Cecal Microbial Populations Could Be Unique To Individual HorsesBy Kentucky Equine Research Staff · January 17, 2011
Even novice horse enthusiasts know that all horses and ponies have chestnuts, those callous growths that appear on the inside of each leg, above the knee of forelegs and below the hock of hind legs. These chestnuts are thought to be as individual to horses as fingerprints are to humans. But could horses have even more individuality than once thought? This time the differences might be internal.
Ruminant researchers at the U.S. Dairy Forage Research Center in Madison, Wisconsin recently published studies that suggested the microbial population of a cow's rumen could be as unique as her DNA. The rumen is the most voluminous chamber of the cow's four-compartment stomach, and it contains countless microorganisms that work to break down forages into vital nutrients.
Ruminal fluid from two cannulated cows was studied and bacterial community composition (BCC) developed for each cow. Both cows then underwent a one-time exchange of nearly all of their rumen contents (>95%). Following the exchange, ruminal pH and volatile fatty acid (VFA) composition returned to pre-exchange levels within 24 hours. BCC returned to distinct pre-exchange values, but this took longer (two weeks for one cow and two months for the other).
According to researchers, this study shows that pH and VFA levels can be reestablished quickly in the bovine rumen despite sudden changes, and that BCC might be specific to its host.
The horse possesses an organ similar to the rumen. Called the cecum, it is part of the horse's hindgut. In healthy horses, the cecum maintains a robust population of bacteria, protozoa, and fungi that aid in the fermentation of dietary fiber, which fuels the production of VFAs, an important source of energy for the horse. Because fermentation gives off heat, this process keeps the horse warm in the coldest of environments, which is why feeding forage is critical in winter.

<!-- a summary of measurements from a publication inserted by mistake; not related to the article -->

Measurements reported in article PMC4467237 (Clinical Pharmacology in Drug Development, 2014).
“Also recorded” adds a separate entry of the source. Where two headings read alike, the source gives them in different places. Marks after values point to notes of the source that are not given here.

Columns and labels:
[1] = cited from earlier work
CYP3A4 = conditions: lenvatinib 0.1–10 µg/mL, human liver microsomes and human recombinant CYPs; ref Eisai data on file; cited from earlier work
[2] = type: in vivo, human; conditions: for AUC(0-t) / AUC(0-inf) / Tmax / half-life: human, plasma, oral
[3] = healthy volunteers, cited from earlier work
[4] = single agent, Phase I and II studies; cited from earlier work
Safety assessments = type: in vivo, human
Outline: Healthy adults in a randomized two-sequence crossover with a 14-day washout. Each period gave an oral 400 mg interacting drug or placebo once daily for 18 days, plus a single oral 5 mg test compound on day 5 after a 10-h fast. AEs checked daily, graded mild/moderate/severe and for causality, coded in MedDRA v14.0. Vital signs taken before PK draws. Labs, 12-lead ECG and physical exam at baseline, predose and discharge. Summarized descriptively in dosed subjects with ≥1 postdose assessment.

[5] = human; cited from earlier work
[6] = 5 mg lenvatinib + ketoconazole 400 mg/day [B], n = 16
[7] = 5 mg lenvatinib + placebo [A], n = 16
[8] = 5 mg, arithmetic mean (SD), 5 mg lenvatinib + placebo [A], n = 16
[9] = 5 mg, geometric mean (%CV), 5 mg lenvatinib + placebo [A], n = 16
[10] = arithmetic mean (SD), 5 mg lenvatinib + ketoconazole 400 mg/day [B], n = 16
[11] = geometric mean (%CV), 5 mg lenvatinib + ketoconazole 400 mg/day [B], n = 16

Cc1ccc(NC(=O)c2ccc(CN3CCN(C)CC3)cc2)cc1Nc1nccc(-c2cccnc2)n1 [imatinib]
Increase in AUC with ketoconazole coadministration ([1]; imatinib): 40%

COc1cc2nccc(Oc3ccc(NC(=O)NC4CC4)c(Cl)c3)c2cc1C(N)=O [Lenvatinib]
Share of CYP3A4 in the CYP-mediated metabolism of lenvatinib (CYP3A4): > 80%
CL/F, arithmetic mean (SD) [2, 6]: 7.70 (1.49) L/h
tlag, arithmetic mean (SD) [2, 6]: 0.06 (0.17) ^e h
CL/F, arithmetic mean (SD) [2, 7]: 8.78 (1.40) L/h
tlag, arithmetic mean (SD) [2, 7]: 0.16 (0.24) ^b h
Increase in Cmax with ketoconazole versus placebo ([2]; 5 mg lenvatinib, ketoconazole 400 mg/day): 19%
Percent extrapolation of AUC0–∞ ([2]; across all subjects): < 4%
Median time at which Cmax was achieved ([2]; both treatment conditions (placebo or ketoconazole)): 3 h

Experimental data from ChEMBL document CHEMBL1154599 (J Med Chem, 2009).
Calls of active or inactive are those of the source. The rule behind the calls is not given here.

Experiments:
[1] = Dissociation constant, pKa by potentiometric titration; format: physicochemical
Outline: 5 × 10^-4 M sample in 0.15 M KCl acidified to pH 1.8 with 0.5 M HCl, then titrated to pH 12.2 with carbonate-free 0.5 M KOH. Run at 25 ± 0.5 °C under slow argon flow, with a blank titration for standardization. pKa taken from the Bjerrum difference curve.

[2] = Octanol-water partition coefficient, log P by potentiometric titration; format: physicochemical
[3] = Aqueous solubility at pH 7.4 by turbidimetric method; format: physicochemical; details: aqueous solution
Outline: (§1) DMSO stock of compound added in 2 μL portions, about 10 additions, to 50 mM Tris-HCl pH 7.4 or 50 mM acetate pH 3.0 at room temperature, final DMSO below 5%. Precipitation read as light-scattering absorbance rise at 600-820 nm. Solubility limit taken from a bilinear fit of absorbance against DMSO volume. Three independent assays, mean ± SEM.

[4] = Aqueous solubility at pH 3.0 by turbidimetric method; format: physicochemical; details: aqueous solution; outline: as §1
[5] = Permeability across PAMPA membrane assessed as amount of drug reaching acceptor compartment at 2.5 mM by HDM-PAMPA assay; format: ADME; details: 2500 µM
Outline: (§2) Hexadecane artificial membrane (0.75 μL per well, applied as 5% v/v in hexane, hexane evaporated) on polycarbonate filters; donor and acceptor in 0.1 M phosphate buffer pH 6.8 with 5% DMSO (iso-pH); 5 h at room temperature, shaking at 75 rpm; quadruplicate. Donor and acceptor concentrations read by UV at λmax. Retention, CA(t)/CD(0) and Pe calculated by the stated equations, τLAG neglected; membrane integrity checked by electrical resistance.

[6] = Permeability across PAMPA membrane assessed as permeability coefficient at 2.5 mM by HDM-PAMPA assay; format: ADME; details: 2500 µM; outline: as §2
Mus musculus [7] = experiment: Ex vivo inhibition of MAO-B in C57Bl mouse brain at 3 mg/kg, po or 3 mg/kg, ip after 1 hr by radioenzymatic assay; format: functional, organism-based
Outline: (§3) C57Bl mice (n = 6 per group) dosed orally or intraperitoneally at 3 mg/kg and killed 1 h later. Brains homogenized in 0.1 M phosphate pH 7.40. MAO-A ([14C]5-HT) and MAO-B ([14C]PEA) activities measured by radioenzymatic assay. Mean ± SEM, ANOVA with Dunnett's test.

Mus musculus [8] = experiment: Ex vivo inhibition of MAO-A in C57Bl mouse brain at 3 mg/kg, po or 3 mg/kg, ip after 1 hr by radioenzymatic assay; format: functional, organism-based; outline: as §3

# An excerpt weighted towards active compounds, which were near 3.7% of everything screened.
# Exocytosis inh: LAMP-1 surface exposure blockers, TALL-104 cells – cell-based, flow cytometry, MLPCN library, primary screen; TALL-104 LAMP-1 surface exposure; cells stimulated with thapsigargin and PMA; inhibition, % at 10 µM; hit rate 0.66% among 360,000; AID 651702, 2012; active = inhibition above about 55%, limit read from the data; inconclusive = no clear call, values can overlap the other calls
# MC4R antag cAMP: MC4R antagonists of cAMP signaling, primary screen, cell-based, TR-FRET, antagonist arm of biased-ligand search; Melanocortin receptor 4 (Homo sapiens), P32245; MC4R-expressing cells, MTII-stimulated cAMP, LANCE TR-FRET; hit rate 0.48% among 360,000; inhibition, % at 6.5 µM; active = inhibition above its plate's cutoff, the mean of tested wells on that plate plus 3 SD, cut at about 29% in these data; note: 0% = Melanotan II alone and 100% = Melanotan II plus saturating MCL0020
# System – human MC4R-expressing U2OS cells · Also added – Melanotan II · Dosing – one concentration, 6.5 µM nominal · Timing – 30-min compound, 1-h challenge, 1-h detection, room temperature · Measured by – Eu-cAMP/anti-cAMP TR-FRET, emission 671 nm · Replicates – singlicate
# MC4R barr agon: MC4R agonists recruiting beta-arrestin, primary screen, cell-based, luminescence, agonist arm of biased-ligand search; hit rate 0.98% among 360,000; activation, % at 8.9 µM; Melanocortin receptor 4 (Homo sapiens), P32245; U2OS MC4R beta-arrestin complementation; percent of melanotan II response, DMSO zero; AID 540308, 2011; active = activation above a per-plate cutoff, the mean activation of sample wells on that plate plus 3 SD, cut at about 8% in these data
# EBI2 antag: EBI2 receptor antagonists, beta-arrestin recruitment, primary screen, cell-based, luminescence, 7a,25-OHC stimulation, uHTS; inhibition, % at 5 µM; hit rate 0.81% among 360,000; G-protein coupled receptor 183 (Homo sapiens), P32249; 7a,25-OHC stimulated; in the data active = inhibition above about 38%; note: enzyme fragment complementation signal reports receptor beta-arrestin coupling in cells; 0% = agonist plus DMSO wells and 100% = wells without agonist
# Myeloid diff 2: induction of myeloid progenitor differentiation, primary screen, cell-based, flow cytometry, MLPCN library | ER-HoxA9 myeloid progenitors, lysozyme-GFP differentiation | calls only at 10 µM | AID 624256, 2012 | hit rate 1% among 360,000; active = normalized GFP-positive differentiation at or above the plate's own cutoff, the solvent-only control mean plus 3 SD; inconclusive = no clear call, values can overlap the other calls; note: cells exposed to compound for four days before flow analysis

Though equine digestive experts are still unclear if the microbial profile of a horse's cecum is unique, they are convinced beyond a doubt that a well-fed, functioning cecum is paramount for overall health and well-being.
Horse owners should avoid upsetting the balance of microorganisms in the cecum of the horse. Minimizing changes to the horse's feeding program is the first line of defense. When changes are necessary, they should be done slowly so all digestive organs, not just the cecum, have time to adapt.
During particularly stressful times, such as during sickness, a horse may be given a probiotic to boost the microbial population of the cecum. A probiotic preparation introduces live microorganisms into the cecum, thus increasing fermentation capability. Check with an equine nutritionist or a veterinarian to determine if a probiotic is needed.